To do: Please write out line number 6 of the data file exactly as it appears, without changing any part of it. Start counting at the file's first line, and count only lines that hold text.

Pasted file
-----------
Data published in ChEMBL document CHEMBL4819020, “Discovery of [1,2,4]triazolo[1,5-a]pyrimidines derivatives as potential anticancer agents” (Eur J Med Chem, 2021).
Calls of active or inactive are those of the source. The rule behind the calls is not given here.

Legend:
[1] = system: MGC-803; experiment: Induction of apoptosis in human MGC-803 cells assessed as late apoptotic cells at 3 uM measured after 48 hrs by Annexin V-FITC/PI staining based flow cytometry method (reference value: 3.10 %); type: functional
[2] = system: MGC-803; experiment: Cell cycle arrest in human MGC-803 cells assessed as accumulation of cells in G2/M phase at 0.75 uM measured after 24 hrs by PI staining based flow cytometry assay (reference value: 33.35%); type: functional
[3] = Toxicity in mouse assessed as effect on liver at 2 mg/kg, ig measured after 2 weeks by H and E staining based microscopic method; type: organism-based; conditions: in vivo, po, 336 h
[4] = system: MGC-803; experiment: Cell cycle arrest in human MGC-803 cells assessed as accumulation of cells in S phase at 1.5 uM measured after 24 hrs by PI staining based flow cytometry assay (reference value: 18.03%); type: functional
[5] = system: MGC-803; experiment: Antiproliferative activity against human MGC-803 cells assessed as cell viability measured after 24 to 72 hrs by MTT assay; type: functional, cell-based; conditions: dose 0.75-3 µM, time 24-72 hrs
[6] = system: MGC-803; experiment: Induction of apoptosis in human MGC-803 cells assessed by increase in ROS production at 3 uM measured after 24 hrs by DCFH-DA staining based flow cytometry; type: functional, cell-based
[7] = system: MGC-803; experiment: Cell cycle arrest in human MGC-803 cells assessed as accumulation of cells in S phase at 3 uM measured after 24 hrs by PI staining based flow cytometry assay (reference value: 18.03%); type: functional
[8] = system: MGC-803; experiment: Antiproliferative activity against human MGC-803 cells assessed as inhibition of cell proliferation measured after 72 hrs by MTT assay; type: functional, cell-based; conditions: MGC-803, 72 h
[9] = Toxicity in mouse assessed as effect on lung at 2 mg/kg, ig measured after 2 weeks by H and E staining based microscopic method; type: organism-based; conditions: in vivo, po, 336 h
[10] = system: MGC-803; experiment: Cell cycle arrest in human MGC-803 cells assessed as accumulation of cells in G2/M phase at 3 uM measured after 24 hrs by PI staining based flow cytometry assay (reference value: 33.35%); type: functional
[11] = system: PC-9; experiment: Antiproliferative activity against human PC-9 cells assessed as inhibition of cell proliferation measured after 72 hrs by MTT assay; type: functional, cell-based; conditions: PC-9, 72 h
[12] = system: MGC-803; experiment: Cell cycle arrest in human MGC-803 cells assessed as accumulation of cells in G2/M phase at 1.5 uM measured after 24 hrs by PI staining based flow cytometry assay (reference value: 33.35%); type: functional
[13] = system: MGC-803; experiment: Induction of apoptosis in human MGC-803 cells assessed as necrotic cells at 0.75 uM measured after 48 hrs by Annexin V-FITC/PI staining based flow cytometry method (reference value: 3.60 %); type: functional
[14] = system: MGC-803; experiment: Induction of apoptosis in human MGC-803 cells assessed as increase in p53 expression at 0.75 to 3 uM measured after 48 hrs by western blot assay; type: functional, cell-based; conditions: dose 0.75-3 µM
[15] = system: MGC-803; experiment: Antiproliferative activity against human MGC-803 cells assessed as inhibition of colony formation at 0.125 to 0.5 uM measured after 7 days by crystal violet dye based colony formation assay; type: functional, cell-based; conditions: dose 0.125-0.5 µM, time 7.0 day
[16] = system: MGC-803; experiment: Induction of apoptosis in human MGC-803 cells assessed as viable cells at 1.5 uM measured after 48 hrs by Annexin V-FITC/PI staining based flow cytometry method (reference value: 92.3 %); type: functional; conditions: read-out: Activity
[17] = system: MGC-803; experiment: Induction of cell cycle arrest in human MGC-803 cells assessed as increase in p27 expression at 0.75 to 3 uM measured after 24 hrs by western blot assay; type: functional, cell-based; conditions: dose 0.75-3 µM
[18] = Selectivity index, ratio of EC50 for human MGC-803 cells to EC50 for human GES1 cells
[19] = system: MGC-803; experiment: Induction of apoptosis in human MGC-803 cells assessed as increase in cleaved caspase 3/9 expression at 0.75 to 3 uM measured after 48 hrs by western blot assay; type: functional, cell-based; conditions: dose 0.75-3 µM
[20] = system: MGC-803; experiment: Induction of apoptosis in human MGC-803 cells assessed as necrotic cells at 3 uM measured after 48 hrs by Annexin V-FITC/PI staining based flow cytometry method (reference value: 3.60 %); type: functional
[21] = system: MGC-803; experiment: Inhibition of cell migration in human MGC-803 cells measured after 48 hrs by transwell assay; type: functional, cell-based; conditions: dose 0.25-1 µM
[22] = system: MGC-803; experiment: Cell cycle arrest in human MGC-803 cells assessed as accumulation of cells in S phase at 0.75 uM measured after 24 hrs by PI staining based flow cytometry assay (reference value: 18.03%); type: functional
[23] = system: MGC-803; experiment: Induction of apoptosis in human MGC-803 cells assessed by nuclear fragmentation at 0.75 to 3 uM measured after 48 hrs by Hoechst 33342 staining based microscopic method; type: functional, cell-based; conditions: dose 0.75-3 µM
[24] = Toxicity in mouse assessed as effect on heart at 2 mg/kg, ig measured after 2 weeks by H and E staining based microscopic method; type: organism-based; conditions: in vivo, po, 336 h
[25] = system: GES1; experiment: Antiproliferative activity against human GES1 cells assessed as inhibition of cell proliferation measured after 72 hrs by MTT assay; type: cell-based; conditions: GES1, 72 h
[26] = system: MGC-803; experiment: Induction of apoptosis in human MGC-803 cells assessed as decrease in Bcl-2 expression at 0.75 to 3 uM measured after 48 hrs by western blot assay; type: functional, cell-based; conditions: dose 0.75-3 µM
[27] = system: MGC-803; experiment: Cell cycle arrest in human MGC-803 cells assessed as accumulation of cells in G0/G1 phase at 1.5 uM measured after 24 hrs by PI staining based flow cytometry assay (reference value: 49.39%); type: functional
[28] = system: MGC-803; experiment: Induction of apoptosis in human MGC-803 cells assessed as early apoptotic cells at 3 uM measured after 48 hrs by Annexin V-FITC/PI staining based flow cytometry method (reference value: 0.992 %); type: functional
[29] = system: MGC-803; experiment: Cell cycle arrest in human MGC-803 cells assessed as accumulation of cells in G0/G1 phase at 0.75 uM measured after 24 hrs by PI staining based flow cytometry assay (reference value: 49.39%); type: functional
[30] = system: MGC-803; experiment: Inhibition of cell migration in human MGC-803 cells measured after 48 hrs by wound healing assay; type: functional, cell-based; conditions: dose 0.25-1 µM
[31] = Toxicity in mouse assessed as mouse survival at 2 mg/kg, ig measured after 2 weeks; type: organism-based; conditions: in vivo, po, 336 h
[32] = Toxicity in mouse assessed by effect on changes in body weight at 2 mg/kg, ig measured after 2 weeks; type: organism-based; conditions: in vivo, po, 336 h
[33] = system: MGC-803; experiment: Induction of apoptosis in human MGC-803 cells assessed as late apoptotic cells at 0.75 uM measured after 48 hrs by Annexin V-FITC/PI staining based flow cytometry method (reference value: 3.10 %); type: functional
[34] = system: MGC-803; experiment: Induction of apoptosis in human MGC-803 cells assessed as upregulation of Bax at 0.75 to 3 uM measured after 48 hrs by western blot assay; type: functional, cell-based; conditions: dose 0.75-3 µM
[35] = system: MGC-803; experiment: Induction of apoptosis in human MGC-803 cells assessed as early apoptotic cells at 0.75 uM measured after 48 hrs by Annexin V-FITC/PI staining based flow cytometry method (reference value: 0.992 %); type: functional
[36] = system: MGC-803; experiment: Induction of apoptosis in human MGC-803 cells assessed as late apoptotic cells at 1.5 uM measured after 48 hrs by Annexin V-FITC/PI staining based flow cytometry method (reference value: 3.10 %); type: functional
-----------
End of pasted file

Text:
[3] = Toxicity in mouse assessed as effect on liver at 2 mg/kg, ig measured after 2 weeks by H and E staining based microscopic method; type: organism-based; conditions: in vivo, po, 336 h